“The unwritten rule among companies is that the less said about security breaches, the better. For every public revelation of stolen data there are dozens of breaches that don’t make the news.

This code of silence might avoid angering partners and customers, and sidestep a public relations mess, but it makes it harder for the industry as a whole to learn from mistakes and improve information security and risk management practices. That’s why this article draws on direct observations from real-world security breaches on which we’ve performed forensic investigations, to help companies understand how breaches happen and what to do about them.”

The full article from is in the link below:

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If you haven’t been able to figure it out yet, the photo above is of the famous Japanese Sumo wrestler Kami Nobugama disguised as a toy Godzilla, when he was attempting to break into a Department of Defense apparatus on September 10, 2001.   This formerly classified photo was sent to us by Mr. M. Icon using secure Steganography.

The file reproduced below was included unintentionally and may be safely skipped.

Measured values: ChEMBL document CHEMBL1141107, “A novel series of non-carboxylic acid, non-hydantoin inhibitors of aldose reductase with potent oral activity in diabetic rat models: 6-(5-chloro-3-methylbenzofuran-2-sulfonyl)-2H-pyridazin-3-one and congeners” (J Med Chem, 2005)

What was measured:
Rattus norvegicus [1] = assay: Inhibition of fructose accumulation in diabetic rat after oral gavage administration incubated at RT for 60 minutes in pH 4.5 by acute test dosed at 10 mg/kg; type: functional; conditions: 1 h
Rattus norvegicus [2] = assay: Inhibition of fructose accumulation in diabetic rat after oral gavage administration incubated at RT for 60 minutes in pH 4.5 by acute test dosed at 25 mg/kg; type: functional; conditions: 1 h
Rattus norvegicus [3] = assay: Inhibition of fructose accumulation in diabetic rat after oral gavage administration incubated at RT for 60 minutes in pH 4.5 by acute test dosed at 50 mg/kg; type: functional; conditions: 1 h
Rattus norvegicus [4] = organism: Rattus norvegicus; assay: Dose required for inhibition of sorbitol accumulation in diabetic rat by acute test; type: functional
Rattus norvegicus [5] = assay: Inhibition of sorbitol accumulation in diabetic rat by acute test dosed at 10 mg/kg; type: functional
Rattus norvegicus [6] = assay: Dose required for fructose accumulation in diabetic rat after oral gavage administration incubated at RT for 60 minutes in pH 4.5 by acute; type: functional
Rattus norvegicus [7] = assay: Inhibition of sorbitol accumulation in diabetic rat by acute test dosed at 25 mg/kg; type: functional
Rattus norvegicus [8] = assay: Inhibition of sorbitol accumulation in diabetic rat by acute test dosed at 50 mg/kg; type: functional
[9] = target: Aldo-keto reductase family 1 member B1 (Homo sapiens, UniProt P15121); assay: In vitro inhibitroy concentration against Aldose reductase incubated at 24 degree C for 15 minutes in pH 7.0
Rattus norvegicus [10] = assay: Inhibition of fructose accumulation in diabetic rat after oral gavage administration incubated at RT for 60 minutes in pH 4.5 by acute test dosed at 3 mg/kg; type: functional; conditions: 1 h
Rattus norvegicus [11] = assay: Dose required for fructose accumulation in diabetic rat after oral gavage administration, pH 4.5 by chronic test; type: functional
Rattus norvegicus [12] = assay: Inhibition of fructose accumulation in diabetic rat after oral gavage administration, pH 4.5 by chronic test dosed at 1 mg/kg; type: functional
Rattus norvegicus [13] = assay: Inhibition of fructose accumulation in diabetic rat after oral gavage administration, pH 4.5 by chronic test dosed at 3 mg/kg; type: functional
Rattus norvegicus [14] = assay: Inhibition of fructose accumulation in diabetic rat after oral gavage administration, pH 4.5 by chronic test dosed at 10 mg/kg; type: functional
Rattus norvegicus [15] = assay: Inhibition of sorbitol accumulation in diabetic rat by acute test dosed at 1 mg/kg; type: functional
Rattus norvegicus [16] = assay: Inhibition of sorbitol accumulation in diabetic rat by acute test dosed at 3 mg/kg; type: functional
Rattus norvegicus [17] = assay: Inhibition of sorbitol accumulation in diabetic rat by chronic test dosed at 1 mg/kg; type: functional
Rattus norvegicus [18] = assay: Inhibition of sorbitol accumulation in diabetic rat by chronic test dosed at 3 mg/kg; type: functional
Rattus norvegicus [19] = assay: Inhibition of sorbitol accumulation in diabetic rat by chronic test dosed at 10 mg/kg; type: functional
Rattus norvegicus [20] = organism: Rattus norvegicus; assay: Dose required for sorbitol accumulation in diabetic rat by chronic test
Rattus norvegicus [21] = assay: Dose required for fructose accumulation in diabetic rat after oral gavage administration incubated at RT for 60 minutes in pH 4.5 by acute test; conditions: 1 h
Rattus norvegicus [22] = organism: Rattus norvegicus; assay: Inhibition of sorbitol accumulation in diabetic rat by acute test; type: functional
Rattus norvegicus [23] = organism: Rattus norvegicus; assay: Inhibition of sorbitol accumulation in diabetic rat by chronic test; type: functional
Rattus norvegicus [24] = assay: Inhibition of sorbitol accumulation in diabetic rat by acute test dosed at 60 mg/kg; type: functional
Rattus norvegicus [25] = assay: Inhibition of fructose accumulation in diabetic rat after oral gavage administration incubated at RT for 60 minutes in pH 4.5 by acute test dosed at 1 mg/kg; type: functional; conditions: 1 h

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CalPERS Pushes for Change at Texas Industries

VanDyck, Man in armor 1625
Image by yak23flora via Flickr

Anyone who knows what the CalPERS Corporate Governance Focus List is, knows that CalPERS is one of those organizations that is not afraid to advocate for changes in corporate America.   Especially if it is a major stockholder in the company in question.   I found this article at and felt it provides an excellent example of the types of conflicts taking place today between those who advocate for systematic changes in Corporate Governance, and those who want to see changes at a slower pace or not at all.   After you read the excerpt below you can read the whole article by clicking on the link at the bottom of this post:

“The California Public Employees Retirement System (CalPERS) has made its case to revamp the board of directors at Texas Industries, according to the Sacramento Business Journal. Texas Industries, which will host its annual shareholder meeting on October 22, is facing a dissident slate of directors from CalPERS through Shamrock Activist Value Fund, which invests $200 million for CalPERS.  “The experienced and diverse Shamrock director slate can more effectively oversee CalPERS interests as a long-term shareowner of Texas Industries by better focusing the board’s attention on optimizing the company’s operating performance, profitability and returns to shareowners,” said CalPERS’s Anne Simpson, senior portfolio manager of corporate governance.”